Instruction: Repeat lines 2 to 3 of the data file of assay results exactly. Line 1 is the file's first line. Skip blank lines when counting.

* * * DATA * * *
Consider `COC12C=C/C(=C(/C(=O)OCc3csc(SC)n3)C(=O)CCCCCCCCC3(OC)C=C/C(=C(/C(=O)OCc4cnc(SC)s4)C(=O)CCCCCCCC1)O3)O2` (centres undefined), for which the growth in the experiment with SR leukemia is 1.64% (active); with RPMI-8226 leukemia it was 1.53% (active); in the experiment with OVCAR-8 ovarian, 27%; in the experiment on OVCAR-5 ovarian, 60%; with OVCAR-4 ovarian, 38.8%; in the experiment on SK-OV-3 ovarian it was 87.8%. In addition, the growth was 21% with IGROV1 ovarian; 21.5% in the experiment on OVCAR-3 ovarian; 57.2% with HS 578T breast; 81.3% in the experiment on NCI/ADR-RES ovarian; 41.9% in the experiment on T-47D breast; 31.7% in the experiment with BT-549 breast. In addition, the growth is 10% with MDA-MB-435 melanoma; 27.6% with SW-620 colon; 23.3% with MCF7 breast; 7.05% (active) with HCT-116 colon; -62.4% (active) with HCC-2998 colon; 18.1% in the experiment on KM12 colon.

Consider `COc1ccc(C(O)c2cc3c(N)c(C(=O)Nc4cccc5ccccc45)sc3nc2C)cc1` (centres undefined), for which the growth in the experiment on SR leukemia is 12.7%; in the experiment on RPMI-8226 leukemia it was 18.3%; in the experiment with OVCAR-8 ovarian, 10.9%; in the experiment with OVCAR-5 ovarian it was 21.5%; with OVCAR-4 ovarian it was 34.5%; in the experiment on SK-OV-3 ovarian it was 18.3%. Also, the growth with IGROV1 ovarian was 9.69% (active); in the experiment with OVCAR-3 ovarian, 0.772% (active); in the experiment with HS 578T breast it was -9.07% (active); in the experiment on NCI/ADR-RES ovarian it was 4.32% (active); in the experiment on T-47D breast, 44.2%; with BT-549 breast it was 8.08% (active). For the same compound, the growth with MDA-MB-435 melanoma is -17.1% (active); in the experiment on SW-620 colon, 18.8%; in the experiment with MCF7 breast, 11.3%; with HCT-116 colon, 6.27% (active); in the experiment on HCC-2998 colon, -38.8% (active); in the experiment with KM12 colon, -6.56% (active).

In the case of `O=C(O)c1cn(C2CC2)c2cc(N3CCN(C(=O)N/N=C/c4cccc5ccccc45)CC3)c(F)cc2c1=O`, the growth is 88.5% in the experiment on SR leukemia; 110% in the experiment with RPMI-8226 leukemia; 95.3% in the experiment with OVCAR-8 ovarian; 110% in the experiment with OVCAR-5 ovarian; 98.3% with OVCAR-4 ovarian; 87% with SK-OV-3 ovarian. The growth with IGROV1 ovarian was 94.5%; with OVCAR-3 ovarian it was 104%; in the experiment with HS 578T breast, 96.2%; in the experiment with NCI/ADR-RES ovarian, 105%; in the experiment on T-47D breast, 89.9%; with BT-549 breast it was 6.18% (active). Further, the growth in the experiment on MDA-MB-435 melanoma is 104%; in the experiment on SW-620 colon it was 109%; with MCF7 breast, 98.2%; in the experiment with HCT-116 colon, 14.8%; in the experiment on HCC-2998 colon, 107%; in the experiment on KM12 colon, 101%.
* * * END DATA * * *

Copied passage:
Consider `COc1ccc(C(O)c2cc3c(N)c(C(=O)Nc4cccc5ccccc45)sc3nc2C)cc1` (centres undefined), for which the growth in the experiment on SR leukemia is 12.7%; in the experiment on RPMI-8226 leukemia it was 18.3%; in the experiment with OVCAR-8 ovarian, 10.9%; in the experiment with OVCAR-5 ovarian it was 21.5%; with OVCAR-4 ovarian it was 34.5%; in the experiment on SK-OV-3 ovarian it was 18.3%. Also, the growth with IGROV1 ovarian was 9.69% (active); in the experiment with OVCAR-3 ovarian, 0.772% (active); in the experiment with HS 578T breast it was -9.07% (active); in the experiment on NCI/ADR-RES ovarian it was 4.32% (active); in the experiment on T-47D breast, 44.2%; with BT-549 breast it was 8.08% (active). For the same compound, the growth with MDA-MB-435 melanoma is -17.1% (active); in the experiment on SW-620 colon, 18.8%; in the experiment with MCF7 breast, 11.3%; with HCT-116 colon, 6.27% (active); in the experiment on HCC-2998 colon, -38.8% (active); in the experiment with KM12 colon, -6.56% (active).

In the case of `O=C(O)c1cn(C2CC2)c2cc(N3CCN(C(=O)N/N=C/c4cccc5ccccc45)CC3)c(F)cc2c1=O`, the growth is 88.5% in the experiment on SR leukemia; 110% in the experiment with RPMI-8226 leukemia; 95.3% in the experiment with OVCAR-8 ovarian; 110% in the experiment with OVCAR-5 ovarian; 98.3% with OVCAR-4 ovarian; 87% with SK-OV-3 ovarian. The growth with IGROV1 ovarian was 94.5%; with OVCAR-3 ovarian it was 104%; in the experiment with HS 578T breast, 96.2%; in the experiment with NCI/ADR-RES ovarian, 105%; in the experiment on T-47D breast, 89.9%; with BT-549 breast it was 6.18% (active). Further, the growth in the experiment on MDA-MB-435 melanoma is 104%; in the experiment on SW-620 colon it was 109%; with MCF7 breast, 98.2%; in the experiment with HCT-116 colon, 14.8%; in the experiment on HCC-2998 colon, 107%; in the experiment on KM12 colon, 101%.